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Thursday,October 17,2019 01:25 AM

Murchison Falls: A wealth of history

By Titus Kakembo

Added 13th August 2019 01:14 PM

Other than millions of ordinary visitors, it has attracted globally notable personalities.

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Uganda has exclusive rights to Murchison Falls unlike other homogenous tourism attractions in other destinations. (Photo by Titus Kakembo )

Other than millions of ordinary visitors, it has attracted globally notable personalities.

TOURISM 

After eight hours from Kampala city, the van engine sucked in a sigh of relief upon reaching Murchison Falls National Park which is endowed with a wealth of history.

Other than millions of ordinary visitors, it has attracted globally notable personalities. On the list are former USA president Nixon Roosevelt in 1909.

On his heels came UK Premier Sir Winston Churchill in 1907. Wordsmith Earnest Hemingway was there in 1919 long before Prince Charles and many others followed suit.

“I guess it was the panoramic view of the falls plunging 45 meters down that made Churchill coin the phrase Uganda is the Pearl of Africa,” confides the Association of Uganda Tour Operators (AUTO) director Oleni Ntale.

   chairman verst ayondo addressing a press conference by the urchison alls hoto by itus akembo      AUTO chairman Everest Kayondo addressing a press conference by the Murchison Falls. (Photo by Titus Kakembo )

 

“See the permanent rainbow there; hear the water slapping the rocks in a chorus with the tweet of birds. This makes the 3, 893 km squared park interesting.”

While there, I saw mesmerized domestic and foreign tourists taking selfies, sitting on the rocks to meditate and appreciate what nature has endowed destination Uganda with. From a distance, the sky seems to hug the frothy waters on the Nile as it lazily saunters away after surviving the stone encounter.

“Next year Masindi Hotel on Butiaba road is expecting David Baker, the grandson of the explorer who named the park here,” says spokesperson of the tourism fraternity Jonathan Banaih. “He has already booked accommodation.

And by the way, this is the oldest hotel in Uganda. It was built way back in 1923 and the room in which Hemingway slept when he toured the park and had a plane crash is being renovated.”

On the walls of the legendary hotel are black and white photos of Hemingway in a dugout canoe. A story is told of how he was announced dead in newspapers back home but later returned to edit his obituary of how he survived death near Murchison Falls.

Intricately interwoven in the Murchison narrative is the Baker family and Uganda Wildlife Authority (UWA) who were instrumental in creating and furnishing the Baker’s Trail ranked the best in the country. It is a two hours walk that ends at the falls with a compulsory shower.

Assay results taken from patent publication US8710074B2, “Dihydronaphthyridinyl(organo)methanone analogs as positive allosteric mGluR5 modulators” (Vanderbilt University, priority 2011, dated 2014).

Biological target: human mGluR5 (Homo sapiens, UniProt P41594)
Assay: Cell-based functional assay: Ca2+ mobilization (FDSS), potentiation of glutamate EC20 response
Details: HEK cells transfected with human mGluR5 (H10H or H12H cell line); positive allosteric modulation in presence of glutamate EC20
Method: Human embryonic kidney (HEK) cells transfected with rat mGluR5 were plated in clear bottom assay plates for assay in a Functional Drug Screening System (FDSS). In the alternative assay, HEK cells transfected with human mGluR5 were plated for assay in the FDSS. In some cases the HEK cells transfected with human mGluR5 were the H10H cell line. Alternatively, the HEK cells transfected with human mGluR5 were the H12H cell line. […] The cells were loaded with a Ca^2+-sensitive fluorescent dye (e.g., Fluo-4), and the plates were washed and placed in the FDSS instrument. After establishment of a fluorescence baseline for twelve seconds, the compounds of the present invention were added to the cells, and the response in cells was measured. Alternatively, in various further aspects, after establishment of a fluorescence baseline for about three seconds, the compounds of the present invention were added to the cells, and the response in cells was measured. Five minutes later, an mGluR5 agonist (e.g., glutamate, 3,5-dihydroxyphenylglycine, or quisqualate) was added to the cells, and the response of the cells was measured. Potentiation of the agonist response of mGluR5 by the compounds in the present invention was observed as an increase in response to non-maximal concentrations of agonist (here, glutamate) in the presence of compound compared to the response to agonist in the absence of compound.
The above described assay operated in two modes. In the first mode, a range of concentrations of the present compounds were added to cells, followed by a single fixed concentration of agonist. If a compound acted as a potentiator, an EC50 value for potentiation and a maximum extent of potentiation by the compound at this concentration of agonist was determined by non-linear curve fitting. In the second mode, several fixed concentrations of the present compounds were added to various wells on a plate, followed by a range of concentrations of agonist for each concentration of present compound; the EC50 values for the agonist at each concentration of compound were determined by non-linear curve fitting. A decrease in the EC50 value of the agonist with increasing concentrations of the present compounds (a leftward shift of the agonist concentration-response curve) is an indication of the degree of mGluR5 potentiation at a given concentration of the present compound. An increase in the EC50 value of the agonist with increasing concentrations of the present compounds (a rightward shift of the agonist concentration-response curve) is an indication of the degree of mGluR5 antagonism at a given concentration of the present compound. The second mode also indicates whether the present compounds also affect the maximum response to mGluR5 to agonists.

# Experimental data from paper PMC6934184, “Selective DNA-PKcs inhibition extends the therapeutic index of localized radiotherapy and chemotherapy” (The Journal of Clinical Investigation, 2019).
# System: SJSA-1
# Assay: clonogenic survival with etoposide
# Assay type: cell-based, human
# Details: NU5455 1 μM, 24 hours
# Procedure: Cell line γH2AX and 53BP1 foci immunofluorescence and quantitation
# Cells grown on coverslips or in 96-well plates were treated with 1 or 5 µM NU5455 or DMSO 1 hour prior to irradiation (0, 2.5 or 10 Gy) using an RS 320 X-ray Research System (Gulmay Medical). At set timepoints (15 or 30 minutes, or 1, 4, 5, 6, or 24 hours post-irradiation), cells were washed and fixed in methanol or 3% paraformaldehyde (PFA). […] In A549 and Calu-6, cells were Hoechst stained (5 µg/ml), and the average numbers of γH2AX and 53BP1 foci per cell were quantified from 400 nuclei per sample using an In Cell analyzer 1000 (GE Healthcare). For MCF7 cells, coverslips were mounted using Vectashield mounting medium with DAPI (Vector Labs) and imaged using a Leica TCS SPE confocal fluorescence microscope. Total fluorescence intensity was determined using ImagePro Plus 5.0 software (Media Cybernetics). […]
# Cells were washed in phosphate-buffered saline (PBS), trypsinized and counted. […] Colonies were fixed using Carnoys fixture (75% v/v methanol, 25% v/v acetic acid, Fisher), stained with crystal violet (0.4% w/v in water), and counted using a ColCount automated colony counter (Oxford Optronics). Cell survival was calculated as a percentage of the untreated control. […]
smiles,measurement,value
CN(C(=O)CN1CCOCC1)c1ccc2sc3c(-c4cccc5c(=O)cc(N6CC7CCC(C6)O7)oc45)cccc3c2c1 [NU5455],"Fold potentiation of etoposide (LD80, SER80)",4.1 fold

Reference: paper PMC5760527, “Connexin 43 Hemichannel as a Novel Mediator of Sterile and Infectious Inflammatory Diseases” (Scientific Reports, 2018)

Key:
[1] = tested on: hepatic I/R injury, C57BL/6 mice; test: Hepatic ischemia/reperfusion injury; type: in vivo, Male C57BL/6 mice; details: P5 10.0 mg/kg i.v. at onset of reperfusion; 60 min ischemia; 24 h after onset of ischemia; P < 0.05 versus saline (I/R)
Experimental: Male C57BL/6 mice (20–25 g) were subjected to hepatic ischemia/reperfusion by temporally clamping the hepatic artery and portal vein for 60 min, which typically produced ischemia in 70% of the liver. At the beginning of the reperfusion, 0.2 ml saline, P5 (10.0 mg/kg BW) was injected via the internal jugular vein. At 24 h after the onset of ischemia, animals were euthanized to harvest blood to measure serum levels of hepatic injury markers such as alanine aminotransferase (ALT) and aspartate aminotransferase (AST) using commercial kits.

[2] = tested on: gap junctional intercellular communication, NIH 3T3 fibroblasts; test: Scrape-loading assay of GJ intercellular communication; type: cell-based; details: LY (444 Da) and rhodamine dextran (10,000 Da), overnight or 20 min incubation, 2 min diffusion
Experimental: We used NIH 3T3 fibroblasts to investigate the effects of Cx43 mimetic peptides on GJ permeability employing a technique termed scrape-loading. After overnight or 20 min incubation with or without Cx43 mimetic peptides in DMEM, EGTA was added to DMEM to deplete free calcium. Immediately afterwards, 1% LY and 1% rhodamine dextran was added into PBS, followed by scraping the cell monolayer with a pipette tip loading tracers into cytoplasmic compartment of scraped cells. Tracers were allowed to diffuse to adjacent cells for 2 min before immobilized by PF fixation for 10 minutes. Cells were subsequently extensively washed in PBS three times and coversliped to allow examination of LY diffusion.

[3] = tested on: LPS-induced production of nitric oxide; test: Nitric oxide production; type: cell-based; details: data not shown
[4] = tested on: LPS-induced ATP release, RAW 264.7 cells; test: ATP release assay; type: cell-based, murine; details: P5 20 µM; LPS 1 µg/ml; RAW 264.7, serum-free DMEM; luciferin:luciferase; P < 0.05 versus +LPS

Oral literature has it that Omukama Kabalega, on finding the Acholi warriors strong enough to strengthen his army is reported through oral literature to have enticed men with curvy and beefy Ankole women if they won a war.

Unfortunately, the tourism industry fraternity is worried about losing  Murchison Falls National Park attraction because of the ongoing enlarging of the road from the gate, when one passes through Masindi.

They expressed concern upon finding graders in motion and men building massive bridges. Their fury follows an ERA's advert announcing that a dam will be constructed near Murchison Falls in Kiryandongo and Nwoya districts.

It went on to state the exact area by geographical coordinates as between 'Longitude 2º16’42.6” N and Latitude 31º41’08.8” E.' A google map search of the advertised coordinates reveals that the dam will be constructed at the Murchison Falls on Victoria Nile - a tributary of the River Nile. 

Asked about the road construction Uganda Wildlife Authority (UWA) spokesman Gessa Simplicious referred us to his senior Charles Tumwesigye who was not picking his mobile telephone. The minister of tourism and antiquities Ephraim Kamuntu said government follows procedures while doing anything.

“I will communicate to you at an appropriate time about the road construction in the park,” said Kamuntu. 

 “The reception of baboons on the roadside that we always get is no more,” laments the AUTO chairman Everest Kayondo. “If anything we do not need highways in conservation areas like Murchison Falls National Park (MFNP.) Already we are being challenged to contain the raging war between wildlife and human beings for resources.”

Adding that, last year it was 104,000 visitors who were logged to have visited Murchison Falls National Park.

“This makes the figure of 44, 000 gorilla trackers comparably minimal,” stressed Kayondo.  “This park makes destination Uganda exclusive because much as the Big Five can be seen in other destination, the falls are only found here. Constructing a dam will reduce the volume of water that thrills viewers”

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